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FINANCIAL CHRONICLE™ » DAILY CHRONICLE™ » Sri Lanka Newspapers Sunday 11/03/2012

Sri Lanka Newspapers Sunday 11/03/2012

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1Sri Lanka Newspapers Sunday 11/03/2012 Empty Sri Lanka Newspapers Sunday 11/03/2012 Sat Mar 10, 2012 6:38 pm

CSE.SAS

CSE.SAS
Global Moderator

CSE market system stutters and stumbles
Stockmarket Review
By Elton P. Ebert
The ATS Version 7 installed on 24th February which should have been a plus mark has now become a disgrace to the bourse, a sorrow to the investors and a cause of friction between investors and some brokers.

Brokers say that instead of reducing the work it has become more problematic with unexpected confusion. This unfortunate situation has caused severe repercussions to the share market, one of which is that it has caused a big dent in the confidence level of foreign investors. Local fund managers are also in great discomfort because of the end of the March quarter. After weeks of arguments and confusion some clients have now realized that the fault is not with the brokers but the system. A director of an older brokerage, who was also disturbed of the situation, said that usually when any new modification is introduced it will facilitate the user with more data but the opposite has happened here in that most of the data necessary for successful trading has been deleted.

While the ASI oscillates around the 5400 mark, moderate activity was visible in blue chips JKH, Aitken Spence and Commercial Bank while PC Pharma, Softlogic Holdings, Expolanka and ERI were moderately active. Over a million shares in Expolanka were traded on Friday, its closing level being Rs.6.60. Pricewise JKH ended the 4-day week at Rs.189.30 and PC Pharma at Rs 24. JKH was also successful in striking a deal with its stock brokering arm for collaboration with Malaysia's CIMB Investment Bank. The other highly diversified Hayleys group through its subsidiary Puritas Pvt Ltd are in a joint venture with India’s Veolia Water for a Rs 185 million hi tech central sewage and waste water treatment plant at the Pasikudah Holiday Resort.

Surprising everybody Access Engineering was fully subscribed on day one itself. The company which recently took control of Sathosa Motors entered to the pharmaceuticals trade signing an agency agreement with Teva Pharmaceutical, Singapore.

Changes in directorates: Multi Finance - Ravindra Manohara Sri Tillakawardana was appointed an independent/Non-Executive Director on 30th January 2012; and Nawaloka Hospitals - Damian Sunil Abeyratna was appointed a Director on 28th February. The turnover for the four days was a meagre Rs.2.2 billion against Rs.11.1. billion the week earlier. However the Milanka was just 76.45 points or 1.5% better than last week to end at 4828.88, while the All Share Index was 3.92 or 0.01% lower at 5456.27.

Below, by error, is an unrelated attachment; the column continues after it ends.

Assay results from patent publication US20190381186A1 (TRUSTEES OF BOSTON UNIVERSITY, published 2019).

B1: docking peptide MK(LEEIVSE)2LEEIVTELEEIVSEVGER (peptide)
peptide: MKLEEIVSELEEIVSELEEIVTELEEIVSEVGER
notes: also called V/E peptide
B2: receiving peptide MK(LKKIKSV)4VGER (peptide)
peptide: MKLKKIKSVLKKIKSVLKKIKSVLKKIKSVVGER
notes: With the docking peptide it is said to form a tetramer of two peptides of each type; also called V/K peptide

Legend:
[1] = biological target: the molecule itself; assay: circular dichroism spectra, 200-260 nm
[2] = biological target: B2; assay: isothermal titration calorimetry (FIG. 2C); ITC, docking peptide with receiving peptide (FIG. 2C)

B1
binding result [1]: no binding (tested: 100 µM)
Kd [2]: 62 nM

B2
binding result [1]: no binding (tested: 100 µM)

http://sundaytimes.lk/120311/BusinessTimes/bt28.html

CSE.SAS

CSE.SAS
Global Moderator

By Sunimalee Dias
A revenue crisis at the Treasury is badly affecting the tourism sector with key officials unable to attend crucial overseas fairs due to budget constraints. For the past two years, Sri Lanka Tourism (SLT) Chairman Nalaka Godahewa, the main government official promoting tourism, has not attended the UK-based World Travel Mart held in November and the International Tourism, Berlin which began this week.
Industry sources observe that there is an increased need for high level representation at key travel industry events as they are required to conduct one-on-one business meetings and other related activities.

But the authorities believe Sri Lankan foreign missions are able to stand-in for top officials, thus cutting down on colossal expenditure for participation at these travel fairs, sources said.
However this rule strangely appears to apply only to top officials while some 'favourites' are sent for these events.

A week ago, it was announced that Deputy Minister Lakshman Yapa Abeywardena and another SLT official would be the two government representatives joining the mostly-private sector delegation. Sources told the Business Times that a few days later three other officials at SLT hand-picked by the Treasury to attend the event caused a controversy resulting in these individuals then being held back from attending the ITB. These three were not nominated by SLT. Following this controversy, the authorities believed it was necessary now to consider nominating someone as a representative of Sri Lanka Tourism to take charge of the situation there.